Antarctica is the world's southernmost continent and is it's the planet's most inhospitable. It is a continent devoid of permanent human habitation with most of the people who are there being scientists and support. There are at least seven countries staking claims to this frozen wasteland (with others like the United States "reserving the right" to stake a claim).

For those who can afford it, it is a very rewarding experience to discover Antarctica on an expedition - and one can actually get tours to the South Pole. But some of the best Antarctic scenery is not Antarctica itself, but South Georgia Island and other sub-Antarctic islands. These islands are teeming with life and can be reached with an expedition.

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What to Know About The Most Inhospitable Continent

Antarctica is extremely southern and is almost entirely south of the Antarctic Circle. It is almost twice the size of Australia and is entombed in a blanket of ice. The average thickness of its ice shelves is around 1.9 kilometers or 1.2 miles.

  • Size: 14,200,000 km2 (5,500,000 sq mi)
  • Summer Population: 5,000 (At Research Stations)
  • Winter Population: 1,000 (At Research Stations)

This continent is the coldest, driest, and windiest of all and by far the highest average elevation. Around 70% of the world's fresh water is locked up in its ice (which if that were to melt, would raise global sea levels by around 60 meters or 200 feet).

Few plants and animals can exist in the brutal environment (although the polar waters can be rich in marine life). Its native species are largely limited to mites, nematodes, penguins, seals, and tardigrades with its limited vegetation being tundra.

While it may be easy to visit 6 of the world's 7 continents - ticking this one off the list can be tricky.

Related: 10 Most Fascinating Things About A Possible Trip To Antarctica

The Antarctic Treaty - Freezing The Frozen Continent

So with all that, it's not particularly a continent that anyone really wants. It wasn't even until 1840 that the continent was discovered and the first confirmed landing wasn't until 1895.

Today seven countries stake a claim to splices of Antarctica. But it is governed by around 30 countries that are parties of the 1959 Antarctic Treaty System. This treaty was a compromise to "freeze" the continent.

  • Banned: The Treaty Bans All Mining, Nuclear Explosions, Nuclear Waste Disposal, And Military Activity
  • Definition: Under The Treaty, Antarctica Is Defined As All Land and Ice Shelves South of 60°S latitude
  • Research Stations: There Are Over 55 Antarctic Research Stations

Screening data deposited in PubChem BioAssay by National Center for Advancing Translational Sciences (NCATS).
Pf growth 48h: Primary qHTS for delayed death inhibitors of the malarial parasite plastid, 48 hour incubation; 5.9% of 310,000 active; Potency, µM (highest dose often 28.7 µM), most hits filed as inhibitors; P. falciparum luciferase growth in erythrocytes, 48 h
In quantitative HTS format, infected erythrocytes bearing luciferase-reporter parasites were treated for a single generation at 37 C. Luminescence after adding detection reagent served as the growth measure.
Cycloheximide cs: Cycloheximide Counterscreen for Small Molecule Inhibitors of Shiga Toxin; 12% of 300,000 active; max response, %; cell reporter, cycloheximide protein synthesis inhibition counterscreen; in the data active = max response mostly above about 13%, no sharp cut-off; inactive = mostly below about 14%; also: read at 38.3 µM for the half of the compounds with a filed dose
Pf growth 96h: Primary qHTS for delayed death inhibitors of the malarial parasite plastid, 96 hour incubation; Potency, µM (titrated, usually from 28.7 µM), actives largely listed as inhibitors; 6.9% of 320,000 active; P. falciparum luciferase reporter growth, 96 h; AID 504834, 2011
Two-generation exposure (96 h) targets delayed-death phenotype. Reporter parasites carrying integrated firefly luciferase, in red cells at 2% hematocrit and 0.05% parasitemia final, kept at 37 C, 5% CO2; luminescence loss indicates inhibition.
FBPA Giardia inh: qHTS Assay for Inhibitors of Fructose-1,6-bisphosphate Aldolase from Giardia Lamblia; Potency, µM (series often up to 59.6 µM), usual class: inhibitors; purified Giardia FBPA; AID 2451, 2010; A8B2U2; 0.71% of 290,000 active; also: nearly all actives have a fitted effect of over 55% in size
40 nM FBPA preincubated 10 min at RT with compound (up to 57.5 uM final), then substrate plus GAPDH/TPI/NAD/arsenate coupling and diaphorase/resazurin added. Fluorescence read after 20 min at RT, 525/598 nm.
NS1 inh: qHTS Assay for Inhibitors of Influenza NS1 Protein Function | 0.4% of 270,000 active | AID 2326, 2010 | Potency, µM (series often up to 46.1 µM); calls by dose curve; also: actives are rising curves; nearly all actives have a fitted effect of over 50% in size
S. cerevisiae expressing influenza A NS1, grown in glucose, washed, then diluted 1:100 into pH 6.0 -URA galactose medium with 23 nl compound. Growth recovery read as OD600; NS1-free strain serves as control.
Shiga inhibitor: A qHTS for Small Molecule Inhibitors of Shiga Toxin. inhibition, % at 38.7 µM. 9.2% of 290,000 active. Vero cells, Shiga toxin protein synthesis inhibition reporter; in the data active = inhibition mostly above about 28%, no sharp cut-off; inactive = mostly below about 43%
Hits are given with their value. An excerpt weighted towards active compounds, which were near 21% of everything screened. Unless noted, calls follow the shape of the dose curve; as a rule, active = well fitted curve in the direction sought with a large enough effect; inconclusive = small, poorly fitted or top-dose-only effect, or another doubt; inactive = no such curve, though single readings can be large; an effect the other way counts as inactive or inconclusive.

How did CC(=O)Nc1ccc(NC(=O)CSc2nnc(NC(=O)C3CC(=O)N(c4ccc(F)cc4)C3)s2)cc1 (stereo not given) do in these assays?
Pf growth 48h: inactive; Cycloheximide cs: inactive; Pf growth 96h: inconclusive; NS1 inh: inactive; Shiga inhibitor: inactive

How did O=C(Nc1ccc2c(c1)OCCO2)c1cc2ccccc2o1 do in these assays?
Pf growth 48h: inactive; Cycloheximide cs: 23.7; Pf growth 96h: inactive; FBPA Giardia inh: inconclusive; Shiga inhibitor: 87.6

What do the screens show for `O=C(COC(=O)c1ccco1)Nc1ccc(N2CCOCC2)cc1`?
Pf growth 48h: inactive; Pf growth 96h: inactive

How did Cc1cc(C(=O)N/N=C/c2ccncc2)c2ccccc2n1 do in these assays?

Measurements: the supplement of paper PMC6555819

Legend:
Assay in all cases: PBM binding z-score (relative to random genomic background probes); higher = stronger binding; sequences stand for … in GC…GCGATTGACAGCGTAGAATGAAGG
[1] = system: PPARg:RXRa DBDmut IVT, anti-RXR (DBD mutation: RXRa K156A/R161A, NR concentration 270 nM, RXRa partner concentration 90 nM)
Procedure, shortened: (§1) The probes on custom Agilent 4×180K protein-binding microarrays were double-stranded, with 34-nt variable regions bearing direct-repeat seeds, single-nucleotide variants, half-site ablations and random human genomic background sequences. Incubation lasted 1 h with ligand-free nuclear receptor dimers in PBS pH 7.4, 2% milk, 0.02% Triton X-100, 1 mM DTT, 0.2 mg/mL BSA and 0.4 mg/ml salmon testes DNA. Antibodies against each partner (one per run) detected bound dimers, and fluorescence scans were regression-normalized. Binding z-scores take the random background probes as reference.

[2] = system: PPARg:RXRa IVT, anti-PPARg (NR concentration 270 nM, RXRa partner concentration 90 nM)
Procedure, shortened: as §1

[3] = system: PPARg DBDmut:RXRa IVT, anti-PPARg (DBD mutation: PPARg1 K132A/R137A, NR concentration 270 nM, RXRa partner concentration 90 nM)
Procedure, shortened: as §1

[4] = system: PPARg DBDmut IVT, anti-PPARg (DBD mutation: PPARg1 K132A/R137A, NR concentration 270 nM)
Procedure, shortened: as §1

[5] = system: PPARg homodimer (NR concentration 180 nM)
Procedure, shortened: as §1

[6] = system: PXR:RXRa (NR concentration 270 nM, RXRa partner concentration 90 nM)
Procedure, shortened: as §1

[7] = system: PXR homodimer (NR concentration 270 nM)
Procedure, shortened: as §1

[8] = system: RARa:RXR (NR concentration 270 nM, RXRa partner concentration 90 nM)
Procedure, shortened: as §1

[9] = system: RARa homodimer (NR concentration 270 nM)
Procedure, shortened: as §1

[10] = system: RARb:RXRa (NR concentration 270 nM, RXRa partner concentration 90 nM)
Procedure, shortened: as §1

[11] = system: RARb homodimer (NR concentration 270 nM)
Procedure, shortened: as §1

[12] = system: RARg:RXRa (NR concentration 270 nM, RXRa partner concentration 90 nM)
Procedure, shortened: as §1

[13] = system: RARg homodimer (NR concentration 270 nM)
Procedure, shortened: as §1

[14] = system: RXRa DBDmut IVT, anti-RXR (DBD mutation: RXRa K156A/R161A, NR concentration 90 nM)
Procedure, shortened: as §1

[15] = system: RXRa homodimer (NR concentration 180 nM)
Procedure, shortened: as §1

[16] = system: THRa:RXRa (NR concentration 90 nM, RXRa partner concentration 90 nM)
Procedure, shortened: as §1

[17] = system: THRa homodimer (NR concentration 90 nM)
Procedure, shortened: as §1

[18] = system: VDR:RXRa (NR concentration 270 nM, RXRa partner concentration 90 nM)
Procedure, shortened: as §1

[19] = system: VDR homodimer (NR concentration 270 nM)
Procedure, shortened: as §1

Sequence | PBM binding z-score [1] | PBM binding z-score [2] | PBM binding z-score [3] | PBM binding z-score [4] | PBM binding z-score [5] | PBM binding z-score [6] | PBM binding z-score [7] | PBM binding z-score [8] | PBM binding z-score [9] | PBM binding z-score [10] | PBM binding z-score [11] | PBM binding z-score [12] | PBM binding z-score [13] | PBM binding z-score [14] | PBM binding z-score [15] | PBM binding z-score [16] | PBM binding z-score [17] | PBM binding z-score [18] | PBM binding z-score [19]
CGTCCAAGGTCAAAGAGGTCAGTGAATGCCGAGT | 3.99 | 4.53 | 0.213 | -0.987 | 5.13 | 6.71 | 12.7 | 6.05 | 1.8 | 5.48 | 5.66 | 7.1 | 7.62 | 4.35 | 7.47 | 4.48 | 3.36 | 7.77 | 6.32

Under the treaty, the continent was set aside as a scientific preserve and guarantees the freedom of scientific research. The treaty does not dispute or recognize any claims on the continent and bans any future claims to the continent (although in 2015 Norway formally defined its claim, Queen Maud Land, as extending all the way through unclaimed land to the South Pole).

Related: 10 Bizarre Things Hidden Right Underneath The Antarctic (10 Found Above Ground)

The Countries Claiming Slices of Antarctica

Today most of Antarctica is claimed by seven countries - the lion's share being claimed by Australia. Some of these countries recognize each other's claims but their claims are not widely internationally recognized.

The Territorial Claims in Antarctica are:

France:

  • Name of Territory: Adelie Land
  • Date Claimed: 1840
  • Claim Limits: 142°02′E to 136°11′E
  • Over Lapping Claims: None

United Kingdom:

  • Name of Territory: British Antarctic Territory
  • Date Claimed: 1908
  • Claim Limits: 080°00′W to 020°00′W
  • Over Lapping Claims: Partial Over Lapping Claims with Chile and Argentina

New Zealand:

  • Name of Territory: Ross Dependency
  • Date Claimed: 1923
  • Claim Limits: 160°00′E to 150°00′W
  • Over Lapping Claims: None

Norway:

  • Name of Territory: Queen Maud Land & Peter I Island
  • Date Claimed: 1939 & 1931
  • Claim Limits: 020°00′W to 044°38′E & 68°50′S 90°35′W

Australia:

  • Name of Territory: Australian Antarctic Territory
  • Date Claimed: 1933
  • Claim Limits: 044°38′E to 136°11′E, and 142°02′E to 160°00′E
  • Over Lapping Claims: None

Chile:

  • Name of Territory: Chilean Antarctic Territory
  • Date Claimed: 1940
  • Claim Limits: 090°00′W to 053°00′W
  • Over Lapping Claims: Partial Over Lapping Claims with The UK and Argentina

Argentina:

  • Name of Territory: Argentine Antarctica
  • Date Claimed: 1943
  • Claim Limits: 074°00′W to 025°00′W
  • Over Lapping Claims: Partial Over Lapping Claims with The UK and Chile

In all of this (and overlapping claims), there is actually a sizable part of the unclaimed territory (called Marie Bryd Land). It extends from 150°00′W to 090°00′W - but excludes the Norwegian claim to the Peter I Island.

As New Zealand and Australia achieved independence, they inherited the older British claims to the continent.

  • Recognition: Britain, Australia, New Zealand, France, and Norway All Recognize Each Other's Claims
  • Brazil: Staked A "Zone of Interest"

Under the Treaty Russia and the United States reserve their right to make a claim to Antarctica. Peru and South Africa also formally reserve their rights to stake out a claim, while Brazil is designated a "zone of interest" - although that is not the same as an actual claim.

Next: The White Darkness: 25 Stunning Pics Taken In Antarctica